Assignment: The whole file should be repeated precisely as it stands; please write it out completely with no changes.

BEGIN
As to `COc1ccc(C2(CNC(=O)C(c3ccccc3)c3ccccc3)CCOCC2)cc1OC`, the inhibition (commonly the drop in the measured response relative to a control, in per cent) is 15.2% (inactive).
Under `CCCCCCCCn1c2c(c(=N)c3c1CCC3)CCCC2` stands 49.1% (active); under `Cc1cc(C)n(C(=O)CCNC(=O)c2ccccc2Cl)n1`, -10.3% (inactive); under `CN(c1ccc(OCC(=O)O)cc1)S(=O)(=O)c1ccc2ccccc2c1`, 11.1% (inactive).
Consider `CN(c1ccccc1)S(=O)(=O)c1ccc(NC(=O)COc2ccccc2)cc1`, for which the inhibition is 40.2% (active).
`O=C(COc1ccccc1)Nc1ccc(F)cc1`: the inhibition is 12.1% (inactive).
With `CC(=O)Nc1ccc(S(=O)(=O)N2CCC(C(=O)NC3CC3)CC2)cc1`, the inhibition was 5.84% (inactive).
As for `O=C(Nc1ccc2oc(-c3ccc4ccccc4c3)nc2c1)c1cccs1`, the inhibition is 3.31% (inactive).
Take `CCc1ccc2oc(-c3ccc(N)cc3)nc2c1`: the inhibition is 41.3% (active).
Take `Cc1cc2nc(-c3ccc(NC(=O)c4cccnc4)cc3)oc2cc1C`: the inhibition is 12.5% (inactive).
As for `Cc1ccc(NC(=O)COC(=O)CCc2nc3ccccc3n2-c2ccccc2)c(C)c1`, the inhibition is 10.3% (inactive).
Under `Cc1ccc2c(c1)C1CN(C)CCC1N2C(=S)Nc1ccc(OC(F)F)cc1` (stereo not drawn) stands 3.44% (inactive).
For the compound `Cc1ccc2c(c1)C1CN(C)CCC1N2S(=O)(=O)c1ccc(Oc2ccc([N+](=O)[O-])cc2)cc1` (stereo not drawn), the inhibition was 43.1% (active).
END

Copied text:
As to `COc1ccc(C2(CNC(=O)C(c3ccccc3)c3ccccc3)CCOCC2)cc1OC`, the inhibition (commonly the drop in the measured response relative to a control, in per cent) is 15.2% (inactive).
Under `CCCCCCCCn1c2c(c(=N)c3c1CCC3)CCCC2` stands 49.1% (active); under `Cc1cc(C)n(C(=O)CCNC(=O)c2ccccc2Cl)n1`, -10.3% (inactive); under `CN(c1ccc(OCC(=O)O)cc1)S(=O)(=O)c1ccc2ccccc2c1`, 11.1% (inactive).
Consider `CN(c1ccccc1)S(=O)(=O)c1ccc(NC(=O)COc2ccccc2)cc1`, for which the inhibition is 40.2% (active).
`O=C(COc1ccccc1)Nc1ccc(F)cc1`: the inhibition is 12.1% (inactive).
With `CC(=O)Nc1ccc(S(=O)(=O)N2CCC(C(=O)NC3CC3)CC2)cc1`, the inhibition was 5.84% (inactive).
As for `O=C(Nc1ccc2oc(-c3ccc4ccccc4c3)nc2c1)c1cccs1`, the inhibition is 3.31% (inactive).
Take `CCc1ccc2oc(-c3ccc(N)cc3)nc2c1`: the inhibition is 41.3% (active).
Take `Cc1cc2nc(-c3ccc(NC(=O)c4cccnc4)cc3)oc2cc1C`: the inhibition is 12.5% (inactive).
As for `Cc1ccc(NC(=O)COC(=O)CCc2nc3ccccc3n2-c2ccccc2)c(C)c1`, the inhibition is 10.3% (inactive).
Under `Cc1ccc2c(c1)C1CN(C)CCC1N2C(=S)Nc1ccc(OC(F)F)cc1` (stereo not drawn) stands 3.44% (inactive).
For the compound `Cc1ccc2c(c1)C1CN(C)CCC1N2S(=O)(=O)c1ccc(Oc2ccc([N+](=O)[O-])cc2)cc1` (stereo not drawn), the inhibition was 43.1% (active).